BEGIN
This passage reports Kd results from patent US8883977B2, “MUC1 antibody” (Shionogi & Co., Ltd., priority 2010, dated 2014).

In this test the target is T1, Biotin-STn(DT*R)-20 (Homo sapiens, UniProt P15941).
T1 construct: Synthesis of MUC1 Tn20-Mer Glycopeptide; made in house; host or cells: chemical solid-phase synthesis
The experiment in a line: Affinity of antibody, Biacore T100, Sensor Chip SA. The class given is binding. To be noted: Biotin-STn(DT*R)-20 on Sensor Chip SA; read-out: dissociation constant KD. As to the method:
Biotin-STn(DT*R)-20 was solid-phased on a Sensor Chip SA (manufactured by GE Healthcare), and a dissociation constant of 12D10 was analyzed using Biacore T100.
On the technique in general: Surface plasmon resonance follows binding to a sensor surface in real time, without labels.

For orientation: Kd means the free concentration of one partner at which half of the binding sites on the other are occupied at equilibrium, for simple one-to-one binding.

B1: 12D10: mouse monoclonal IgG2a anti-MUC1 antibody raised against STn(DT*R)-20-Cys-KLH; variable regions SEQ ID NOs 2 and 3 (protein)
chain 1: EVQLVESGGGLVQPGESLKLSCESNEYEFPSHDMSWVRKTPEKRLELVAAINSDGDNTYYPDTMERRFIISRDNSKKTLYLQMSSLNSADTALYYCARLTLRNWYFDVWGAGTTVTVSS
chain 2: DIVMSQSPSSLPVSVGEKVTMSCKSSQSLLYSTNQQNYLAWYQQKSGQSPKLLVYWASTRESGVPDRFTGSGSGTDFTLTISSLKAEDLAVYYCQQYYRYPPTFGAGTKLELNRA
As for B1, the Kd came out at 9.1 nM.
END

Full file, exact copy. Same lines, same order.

This passage reports Kd results from patent US8883977B2, “MUC1 antibody” (Shionogi & Co., Ltd., priority 2010, dated 2014).

In this test the target is T1, Biotin-STn(DT*R)-20 (Homo sapiens, UniProt P15941).
T1 construct: Synthesis of MUC1 Tn20-Mer Glycopeptide; made in house; host or cells: chemical solid-phase synthesis
The experiment in a line: Affinity of antibody, Biacore T100, Sensor Chip SA. The class given is binding. To be noted: Biotin-STn(DT*R)-20 on Sensor Chip SA; read-out: dissociation constant KD. As to the method:
Biotin-STn(DT*R)-20 was solid-phased on a Sensor Chip SA (manufactured by GE Healthcare), and a dissociation constant of 12D10 was analyzed using Biacore T100.
On the technique in general: Surface plasmon resonance follows binding to a sensor surface in real time, without labels.

For orientation: Kd means the free concentration of one partner at which half of the binding sites on the other are occupied at equilibrium, for simple one-to-one binding.

B1: 12D10: mouse monoclonal IgG2a anti-MUC1 antibody raised against STn(DT*R)-20-Cys-KLH; variable regions SEQ ID NOs 2 and 3 (protein)
chain 1: EVQLVESGGGLVQPGESLKLSCESNEYEFPSHDMSWVRKTPEKRLELVAAINSDGDNTYYPDTMERRFIISRDNSKKTLYLQMSSLNSADTALYYCARLTLRNWYFDVWGAGTTVTVSS
chain 2: DIVMSQSPSSLPVSVGEKVTMSCKSSQSLLYSTNQQNYLAWYQQKSGQSPKLLVYWASTRESGVPDRFTGSGSGTDFTLTISSLKAEDLAVYYCQQYYRYPPTFGAGTKLELNRA
As for B1, the Kd came out at 9.1 nM.